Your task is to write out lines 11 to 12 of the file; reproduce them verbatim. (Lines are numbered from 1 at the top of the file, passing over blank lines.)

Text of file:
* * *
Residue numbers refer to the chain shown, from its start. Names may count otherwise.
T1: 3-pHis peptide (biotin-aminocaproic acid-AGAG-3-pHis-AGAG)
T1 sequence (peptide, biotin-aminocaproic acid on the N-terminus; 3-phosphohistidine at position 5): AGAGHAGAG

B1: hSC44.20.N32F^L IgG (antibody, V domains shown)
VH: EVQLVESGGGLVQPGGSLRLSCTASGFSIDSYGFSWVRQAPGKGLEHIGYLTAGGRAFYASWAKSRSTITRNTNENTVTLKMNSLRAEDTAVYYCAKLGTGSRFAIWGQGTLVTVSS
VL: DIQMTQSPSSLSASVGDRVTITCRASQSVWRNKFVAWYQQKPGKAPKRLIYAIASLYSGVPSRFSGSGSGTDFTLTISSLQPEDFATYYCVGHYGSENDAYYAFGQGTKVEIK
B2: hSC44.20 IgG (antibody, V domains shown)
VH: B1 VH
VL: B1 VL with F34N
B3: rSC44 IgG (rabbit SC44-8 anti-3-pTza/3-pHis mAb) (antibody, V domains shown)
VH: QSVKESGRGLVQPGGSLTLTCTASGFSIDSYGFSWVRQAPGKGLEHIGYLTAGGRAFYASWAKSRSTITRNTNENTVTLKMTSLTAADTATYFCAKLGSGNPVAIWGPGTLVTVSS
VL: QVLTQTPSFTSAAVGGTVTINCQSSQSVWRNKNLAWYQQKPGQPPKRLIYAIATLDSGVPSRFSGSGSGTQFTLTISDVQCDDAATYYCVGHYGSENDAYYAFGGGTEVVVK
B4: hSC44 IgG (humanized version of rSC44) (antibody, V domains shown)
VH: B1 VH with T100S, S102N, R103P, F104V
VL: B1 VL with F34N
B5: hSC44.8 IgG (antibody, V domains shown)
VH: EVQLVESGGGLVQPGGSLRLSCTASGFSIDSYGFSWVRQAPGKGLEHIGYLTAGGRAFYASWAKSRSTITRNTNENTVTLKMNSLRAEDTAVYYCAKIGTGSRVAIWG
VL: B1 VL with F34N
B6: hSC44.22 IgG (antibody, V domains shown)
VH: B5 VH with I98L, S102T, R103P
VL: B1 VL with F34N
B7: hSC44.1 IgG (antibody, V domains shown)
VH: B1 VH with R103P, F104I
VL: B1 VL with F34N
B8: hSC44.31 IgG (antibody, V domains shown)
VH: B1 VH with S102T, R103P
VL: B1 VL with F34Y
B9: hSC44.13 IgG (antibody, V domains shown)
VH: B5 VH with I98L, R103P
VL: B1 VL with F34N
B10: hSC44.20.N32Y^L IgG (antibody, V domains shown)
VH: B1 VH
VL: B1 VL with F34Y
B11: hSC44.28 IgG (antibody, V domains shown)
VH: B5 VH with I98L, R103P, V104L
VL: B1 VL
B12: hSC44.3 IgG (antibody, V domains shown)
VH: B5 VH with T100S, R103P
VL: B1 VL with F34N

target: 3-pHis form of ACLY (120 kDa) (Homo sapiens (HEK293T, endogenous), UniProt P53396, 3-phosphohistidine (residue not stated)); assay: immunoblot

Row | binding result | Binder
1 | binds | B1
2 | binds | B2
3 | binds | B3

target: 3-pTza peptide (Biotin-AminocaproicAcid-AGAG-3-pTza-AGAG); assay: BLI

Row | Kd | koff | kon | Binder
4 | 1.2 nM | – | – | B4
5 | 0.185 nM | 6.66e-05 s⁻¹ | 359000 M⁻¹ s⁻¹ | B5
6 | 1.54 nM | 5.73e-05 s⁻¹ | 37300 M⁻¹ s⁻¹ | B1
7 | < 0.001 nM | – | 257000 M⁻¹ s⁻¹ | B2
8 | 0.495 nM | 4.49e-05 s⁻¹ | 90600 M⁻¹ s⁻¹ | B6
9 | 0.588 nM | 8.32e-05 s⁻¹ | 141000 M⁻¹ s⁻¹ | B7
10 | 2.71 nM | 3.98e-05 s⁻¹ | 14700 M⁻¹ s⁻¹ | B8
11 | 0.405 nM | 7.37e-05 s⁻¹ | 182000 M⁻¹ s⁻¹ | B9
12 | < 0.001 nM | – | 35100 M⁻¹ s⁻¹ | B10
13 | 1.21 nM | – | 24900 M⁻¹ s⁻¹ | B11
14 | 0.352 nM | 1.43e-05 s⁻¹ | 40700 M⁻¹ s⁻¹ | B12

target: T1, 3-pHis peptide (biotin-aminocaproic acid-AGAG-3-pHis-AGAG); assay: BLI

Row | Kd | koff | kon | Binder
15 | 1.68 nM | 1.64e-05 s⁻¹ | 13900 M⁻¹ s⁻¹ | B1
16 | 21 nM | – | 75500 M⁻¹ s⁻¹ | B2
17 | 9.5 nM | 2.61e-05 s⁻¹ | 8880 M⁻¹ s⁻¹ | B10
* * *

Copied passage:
VH: QSVKESGRGLVQPGGSLTLTCTASGFSIDSYGFSWVRQAPGKGLEHIGYLTAGGRAFYASWAKSRSTITRNTNENTVTLKMTSLTAADTATYFCAKLGSGNPVAIWGPGTLVTVSS
VL: QVLTQTPSFTSAAVGGTVTINCQSSQSVWRNKNLAWYQQKPGQPPKRLIYAIATLDSGVPSRFSGSGSGTQFTLTISDVQCDDAATYYCVGHYGSENDAYYAFGGGTEVVVK